Postgraduate Conference Paper Prize is awarded annually to the best conference paper by postgraduate students.
Postgraduate Conference Paper Prize 2021
Judging panel comments:
This paper is an important contribution to the literature on social capital, which has assumed that outgroup trust affects generalized trust, and in particular that low trust in outgroups bleeds into low generalised trust.
The paper tests this assumption by assessing the impact of outgroup salience on the relationship between outgroup and generalised trust. As it correctly argues, if the two are causally connected, one should find that increased exposure to outgroups should also increase the correlation between these two variables.
Using surveys from Croatia and the United States, the paper finds that this is not the case, thus supporting a strong prima facie argument that low trust in an outgroup does not cause individuals to be less trusting overall. Commendably, the paper is also very transparent about the limitations of the data it uses, and it goes some way to address at least some of them (for example, by the use sub-sample analysis).
In sum, this is a cogently argued paper that analyses data in a clear and well-presented way to address a theoretical issue with significant policy implications.
The judging panel was unanimous in selecting this paper for the award. The paper presents a well-constructed problem and cogently argued paper that analyses data in a clear and well-presented way to address a theoretical issue with significant policy implications. It reaches publishable standard in the view of the panel (possibly in an outlet such as Comparative Political Studies).
Judging Panel comments:
This paper shows that the Indian State has played a key role in developing the Indian solar energy industry. The paper sets this finding in the context of the International Political Economy literature on India, which has for the most part presented it as inefficient and its action as subject to undue influence by special interests.
In other words, the paper finds that, contrary to expectations, the Indian State has operated as a so-called developmental State. This is an important finding that can be used as the launchpad for further research on the causal factors behind the apparent success of government policies in the solar energy industry, including both domestic and international factors. In line with previous research (Evans 1995), the author could also ask whether this success is connected to specific features of the industry or to relatively short-term political factors
Overall, this is a sophisticated and somewhat technical paper, successfully blending theory with a thoroughly researched subject area – especially noteworthy for a student at a research-Masters level. It could make a valuable contribution to IPE debates in an outlet such as Review of International Political Economy.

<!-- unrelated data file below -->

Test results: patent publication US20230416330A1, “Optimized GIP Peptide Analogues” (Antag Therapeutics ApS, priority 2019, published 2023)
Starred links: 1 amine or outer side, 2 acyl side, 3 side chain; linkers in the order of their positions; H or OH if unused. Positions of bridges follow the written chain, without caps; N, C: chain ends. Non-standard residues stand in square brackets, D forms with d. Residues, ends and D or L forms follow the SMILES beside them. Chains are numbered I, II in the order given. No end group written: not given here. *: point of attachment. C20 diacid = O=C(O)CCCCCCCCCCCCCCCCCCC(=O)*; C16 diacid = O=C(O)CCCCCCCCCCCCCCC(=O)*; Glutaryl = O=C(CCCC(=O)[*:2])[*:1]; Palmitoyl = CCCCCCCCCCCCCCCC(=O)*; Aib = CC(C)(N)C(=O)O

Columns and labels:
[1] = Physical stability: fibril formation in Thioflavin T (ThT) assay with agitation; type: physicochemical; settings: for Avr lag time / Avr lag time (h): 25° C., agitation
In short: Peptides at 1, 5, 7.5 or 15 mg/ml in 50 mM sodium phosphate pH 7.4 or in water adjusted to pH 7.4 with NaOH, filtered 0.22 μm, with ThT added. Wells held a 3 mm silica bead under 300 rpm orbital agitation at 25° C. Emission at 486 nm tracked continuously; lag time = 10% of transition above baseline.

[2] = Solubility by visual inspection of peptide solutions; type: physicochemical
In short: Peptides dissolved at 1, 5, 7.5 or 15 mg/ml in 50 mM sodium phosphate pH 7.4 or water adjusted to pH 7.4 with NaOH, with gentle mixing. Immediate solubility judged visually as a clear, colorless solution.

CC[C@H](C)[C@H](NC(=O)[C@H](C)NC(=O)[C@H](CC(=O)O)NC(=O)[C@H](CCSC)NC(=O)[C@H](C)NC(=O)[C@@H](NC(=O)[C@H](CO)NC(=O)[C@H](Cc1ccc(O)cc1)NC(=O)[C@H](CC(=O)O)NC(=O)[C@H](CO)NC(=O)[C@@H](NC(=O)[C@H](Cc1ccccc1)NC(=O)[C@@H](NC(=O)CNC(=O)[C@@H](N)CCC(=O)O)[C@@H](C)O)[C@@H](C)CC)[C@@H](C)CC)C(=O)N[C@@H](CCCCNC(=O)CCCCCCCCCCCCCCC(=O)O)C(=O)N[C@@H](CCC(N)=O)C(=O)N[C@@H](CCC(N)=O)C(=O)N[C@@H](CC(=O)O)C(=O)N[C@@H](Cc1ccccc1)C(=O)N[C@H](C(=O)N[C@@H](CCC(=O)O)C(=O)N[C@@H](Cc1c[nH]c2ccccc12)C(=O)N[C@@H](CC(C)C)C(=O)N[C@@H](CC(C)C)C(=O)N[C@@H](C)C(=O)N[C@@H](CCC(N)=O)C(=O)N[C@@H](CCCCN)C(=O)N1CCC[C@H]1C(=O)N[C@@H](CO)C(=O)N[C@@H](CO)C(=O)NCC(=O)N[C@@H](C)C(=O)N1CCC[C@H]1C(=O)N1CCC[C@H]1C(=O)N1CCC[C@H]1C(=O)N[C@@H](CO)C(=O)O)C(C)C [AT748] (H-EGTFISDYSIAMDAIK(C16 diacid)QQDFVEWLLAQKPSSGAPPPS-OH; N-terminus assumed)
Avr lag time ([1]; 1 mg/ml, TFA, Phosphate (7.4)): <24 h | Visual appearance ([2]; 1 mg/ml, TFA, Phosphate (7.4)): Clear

Postgraduate Conference Paper Prize Guideline
The Postgraduate Conference Paper Prize is administered by the conference hosts.
- The prize is awarded to the best paper submitted for refereeing prior to the conference by postgraduate students.
- Each stream coordinator will be invited to nominate the best postgraduate paper from within their stream, informed by referee comments where possible.
- The nominee must be a current financial member of APSA in the year of nomination.
- The decision will be made by a judging panel chaired by a member of the conference organising committee. The panel will read and rank the nominated papers, applying the following criteria:
- Degree of originality
- use of appropriate sources;
- coherence of argument;
- sophistication of analysis; and
- Members of judging panels should adhere to the Guidance on Identifying and Managing Conflicts of Interest. If the Chair of a judging panel has a significant conflict of interest, they must relinquish their position as Chair to one of the other panellists.
- APSA reserves the right not to award the prize in any given year.
- The winner will be invited to attend the Association’s annual conference dinner and receive the prize of $1000 and a certificate.
- This Prize is funded by the APSA.
2020: James Hayne, ‘ Media Coverage of Opinion Polling: Does the Media Favour Historically Accurate Pollsters?‘
2019: Jordan McSwiney, ‘Social Networks and Digital Organisation: Far Right Parties at the 2019 Australian Federal Election.’
2018: Prudence Brown, ‘We Can’t Live on a Piece of Paper – pragmatism and innovation in parks policy in the Northern Territory.’
2017: Jiye Kim, ‘Disputed Waters, Contested Norms: China’s bargaining capability in the South China Sea disputes.’
2016: Trang Dand, ‘From ‘high watermark’ to low ebb? How Aboriginal rights debates in Australia have informed land reform policies in the Northern Territory.’
2015: Sean Barry, ‘Gillard’s clean energy future package – paradigm change minus valence equals failure’
2014: Tu Phuong Nguyen, ‘Rethinking state-labour relations in Vietnam: New institutional dynamics in resolving labour disputes.’